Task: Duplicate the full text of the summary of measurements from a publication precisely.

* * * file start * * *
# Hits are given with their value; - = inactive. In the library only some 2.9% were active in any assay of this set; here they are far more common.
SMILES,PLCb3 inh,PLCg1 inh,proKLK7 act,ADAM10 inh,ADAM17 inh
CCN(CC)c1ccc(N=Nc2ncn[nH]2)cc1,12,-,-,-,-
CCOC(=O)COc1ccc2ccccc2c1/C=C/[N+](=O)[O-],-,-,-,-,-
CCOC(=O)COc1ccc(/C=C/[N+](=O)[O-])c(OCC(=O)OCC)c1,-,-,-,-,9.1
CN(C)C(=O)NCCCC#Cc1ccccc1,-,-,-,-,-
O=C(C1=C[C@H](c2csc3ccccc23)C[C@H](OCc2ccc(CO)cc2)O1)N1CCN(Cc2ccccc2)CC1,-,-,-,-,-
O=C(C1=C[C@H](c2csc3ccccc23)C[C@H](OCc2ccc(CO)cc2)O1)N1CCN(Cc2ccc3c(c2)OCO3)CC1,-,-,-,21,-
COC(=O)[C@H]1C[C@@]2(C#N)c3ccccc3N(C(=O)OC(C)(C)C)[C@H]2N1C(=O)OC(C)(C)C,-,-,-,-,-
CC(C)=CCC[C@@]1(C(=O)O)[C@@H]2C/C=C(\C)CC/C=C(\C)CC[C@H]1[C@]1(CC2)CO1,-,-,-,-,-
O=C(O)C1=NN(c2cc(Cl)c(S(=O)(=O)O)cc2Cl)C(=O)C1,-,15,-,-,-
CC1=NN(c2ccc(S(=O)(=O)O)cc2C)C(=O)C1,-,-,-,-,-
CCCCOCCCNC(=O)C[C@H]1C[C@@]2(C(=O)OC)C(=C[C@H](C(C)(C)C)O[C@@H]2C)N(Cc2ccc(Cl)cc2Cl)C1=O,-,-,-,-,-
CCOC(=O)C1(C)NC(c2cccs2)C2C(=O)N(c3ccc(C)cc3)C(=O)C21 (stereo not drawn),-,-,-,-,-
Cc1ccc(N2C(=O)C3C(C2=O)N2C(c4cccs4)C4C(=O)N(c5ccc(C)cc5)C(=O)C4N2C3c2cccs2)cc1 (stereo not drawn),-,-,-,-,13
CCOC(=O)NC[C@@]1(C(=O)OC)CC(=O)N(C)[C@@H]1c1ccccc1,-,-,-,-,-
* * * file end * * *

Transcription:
# Hits are given with their value; - = inactive. In the library only some 2.9% were active in any assay of this set; here they are far more common.
SMILES,PLCb3 inh,PLCg1 inh,proKLK7 act,ADAM10 inh,ADAM17 inh
CCN(CC)c1ccc(N=Nc2ncn[nH]2)cc1,12,-,-,-,-
CCOC(=O)COc1ccc2ccccc2c1/C=C/[N+](=O)[O-],-,-,-,-,-
CCOC(=O)COc1ccc(/C=C/[N+](=O)[O-])c(OCC(=O)OCC)c1,-,-,-,-,9.1
CN(C)C(=O)NCCCC#Cc1ccccc1,-,-,-,-,-
O=C(C1=C[C@H](c2csc3ccccc23)C[C@H](OCc2ccc(CO)cc2)O1)N1CCN(Cc2ccccc2)CC1,-,-,-,-,-
O=C(C1=C[C@H](c2csc3ccccc23)C[C@H](OCc2ccc(CO)cc2)O1)N1CCN(Cc2ccc3c(c2)OCO3)CC1,-,-,-,21,-
COC(=O)[C@H]1C[C@@]2(C#N)c3ccccc3N(C(=O)OC(C)(C)C)[C@H]2N1C(=O)OC(C)(C)C,-,-,-,-,-
CC(C)=CCC[C@@]1(C(=O)O)[C@@H]2C/C=C(\C)CC/C=C(\C)CC[C@H]1[C@]1(CC2)CO1,-,-,-,-,-
O=C(O)C1=NN(c2cc(Cl)c(S(=O)(=O)O)cc2Cl)C(=O)C1,-,15,-,-,-
CC1=NN(c2ccc(S(=O)(=O)O)cc2C)C(=O)C1,-,-,-,-,-
CCCCOCCCNC(=O)C[C@H]1C[C@@]2(C(=O)OC)C(=C[C@H](C(C)(C)C)O[C@@H]2C)N(Cc2ccc(Cl)cc2Cl)C1=O,-,-,-,-,-
CCOC(=O)C1(C)NC(c2cccs2)C2C(=O)N(c3ccc(C)cc3)C(=O)C21 (stereo not drawn),-,-,-,-,-
Cc1ccc(N2C(=O)C3C(C2=O)N2C(c4cccs4)C4C(=O)N(c5ccc(C)cc5)C(=O)C4N2C3c2cccs2)cc1 (stereo not drawn),-,-,-,-,13
CCOC(=O)NC[C@@]1(C(=O)OC)CC(=O)N(C)[C@@H]1c1ccccc1,-,-,-,-,-